Gulbahar Haitiwaji hoped it would be the last time she would have to betray a family member. She had already denounced her own daughter, her husband, and Uyghur activist leader Rebiya Kadeer the month before. That video-recorded “confession” had secured her release from the Chinese prison camps, where she had been detained for more than two years. But Gulbahar was not actually free. Instead she was sitting in a plush room in a house adjacent to the prison camp, ordered by the Chinese police who lived with her to call her family in France. She had not spoken to her husband or daughters since she was first arrested two and a half years earlier. Did they even know she was still alive? What would she tell them?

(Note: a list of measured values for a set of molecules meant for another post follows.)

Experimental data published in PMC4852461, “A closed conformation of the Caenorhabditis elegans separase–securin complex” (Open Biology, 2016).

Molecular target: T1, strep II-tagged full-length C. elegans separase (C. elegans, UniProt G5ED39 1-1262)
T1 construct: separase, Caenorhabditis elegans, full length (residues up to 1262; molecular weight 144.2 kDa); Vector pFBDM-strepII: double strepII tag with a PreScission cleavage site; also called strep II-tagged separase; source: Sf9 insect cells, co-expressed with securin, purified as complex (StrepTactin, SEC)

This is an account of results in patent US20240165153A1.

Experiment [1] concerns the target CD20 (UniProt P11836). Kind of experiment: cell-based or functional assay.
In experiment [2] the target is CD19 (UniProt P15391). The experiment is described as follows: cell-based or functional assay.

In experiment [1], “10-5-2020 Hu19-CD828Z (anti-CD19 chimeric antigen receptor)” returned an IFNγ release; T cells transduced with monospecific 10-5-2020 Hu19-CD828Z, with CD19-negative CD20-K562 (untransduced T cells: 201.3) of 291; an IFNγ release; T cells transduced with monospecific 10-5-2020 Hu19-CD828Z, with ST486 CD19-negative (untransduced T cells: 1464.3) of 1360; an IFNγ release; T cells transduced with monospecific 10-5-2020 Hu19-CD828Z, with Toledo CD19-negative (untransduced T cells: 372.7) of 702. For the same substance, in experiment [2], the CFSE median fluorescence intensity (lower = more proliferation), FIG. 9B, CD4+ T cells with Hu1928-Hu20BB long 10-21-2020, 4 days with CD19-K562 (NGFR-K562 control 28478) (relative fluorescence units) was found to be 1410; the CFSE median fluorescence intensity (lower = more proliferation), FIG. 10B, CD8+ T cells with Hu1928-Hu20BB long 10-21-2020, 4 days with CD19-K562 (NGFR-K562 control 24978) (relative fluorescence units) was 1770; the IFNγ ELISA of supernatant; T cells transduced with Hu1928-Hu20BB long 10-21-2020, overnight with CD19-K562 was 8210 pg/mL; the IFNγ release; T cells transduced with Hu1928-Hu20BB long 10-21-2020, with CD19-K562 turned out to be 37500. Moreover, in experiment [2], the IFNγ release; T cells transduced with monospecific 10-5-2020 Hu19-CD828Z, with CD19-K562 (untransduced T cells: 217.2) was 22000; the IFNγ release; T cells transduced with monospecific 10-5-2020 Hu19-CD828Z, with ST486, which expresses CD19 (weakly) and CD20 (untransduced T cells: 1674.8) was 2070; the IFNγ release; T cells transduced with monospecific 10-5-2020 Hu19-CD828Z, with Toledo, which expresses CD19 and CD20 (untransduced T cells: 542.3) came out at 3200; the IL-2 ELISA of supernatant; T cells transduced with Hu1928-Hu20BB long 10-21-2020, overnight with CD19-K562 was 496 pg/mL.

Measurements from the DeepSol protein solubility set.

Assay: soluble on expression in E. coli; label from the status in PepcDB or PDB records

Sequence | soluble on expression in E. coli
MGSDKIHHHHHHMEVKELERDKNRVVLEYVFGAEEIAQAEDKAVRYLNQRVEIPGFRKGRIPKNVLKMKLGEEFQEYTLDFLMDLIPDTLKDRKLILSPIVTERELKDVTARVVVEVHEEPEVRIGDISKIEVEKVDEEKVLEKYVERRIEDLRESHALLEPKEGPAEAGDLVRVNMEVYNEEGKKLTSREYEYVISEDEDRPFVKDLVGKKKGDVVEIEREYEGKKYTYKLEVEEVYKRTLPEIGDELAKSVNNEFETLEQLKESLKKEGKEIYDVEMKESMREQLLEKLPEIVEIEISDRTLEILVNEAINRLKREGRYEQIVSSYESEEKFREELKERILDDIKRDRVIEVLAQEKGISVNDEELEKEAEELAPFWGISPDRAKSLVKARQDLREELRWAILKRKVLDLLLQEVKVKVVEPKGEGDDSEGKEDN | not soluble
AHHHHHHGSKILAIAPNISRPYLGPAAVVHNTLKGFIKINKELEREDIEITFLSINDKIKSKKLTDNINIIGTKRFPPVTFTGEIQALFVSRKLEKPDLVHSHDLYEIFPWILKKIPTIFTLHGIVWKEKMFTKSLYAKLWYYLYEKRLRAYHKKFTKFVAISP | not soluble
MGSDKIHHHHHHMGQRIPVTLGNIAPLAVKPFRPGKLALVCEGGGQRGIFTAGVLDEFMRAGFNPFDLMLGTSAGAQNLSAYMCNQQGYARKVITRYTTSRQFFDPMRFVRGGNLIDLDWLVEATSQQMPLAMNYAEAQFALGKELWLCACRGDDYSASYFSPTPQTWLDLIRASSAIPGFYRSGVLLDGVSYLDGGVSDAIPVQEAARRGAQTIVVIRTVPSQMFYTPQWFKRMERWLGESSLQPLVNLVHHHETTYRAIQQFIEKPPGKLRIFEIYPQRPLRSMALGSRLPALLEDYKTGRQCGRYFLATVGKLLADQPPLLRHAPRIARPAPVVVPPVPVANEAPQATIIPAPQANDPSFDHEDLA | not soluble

Gulbahar did not have to worry about being tongue-tied. The police would sit next to her during the call, providing her with notes on what she should ask and what she was forbidden to mention. If she ever wanted to see her family again, the police told her, she would instruct them to stop their public advocacy on behalf of her and millions of others caught up in China’s genocidal campaign to destroy the Uyghur people.
She readily complied. Refusal to go along with the police meant going back to the hell of the Xinjiang camps, with their constant degradation: sharing a small cell and one squat toilet with thirty other women; a starvation diet; rarely bathing and wearing clothes encrusted with two years of dirt; constantly being called a “filthy terrorist”; being shackled and hooded whenever she was moved to a new room or camp; being forbidden to speak her native Uyghur or show any signs of her Muslim religion; rarely seeing daylight; and being chained to her bed for twenty days, forced to defecate in front of her cellmates.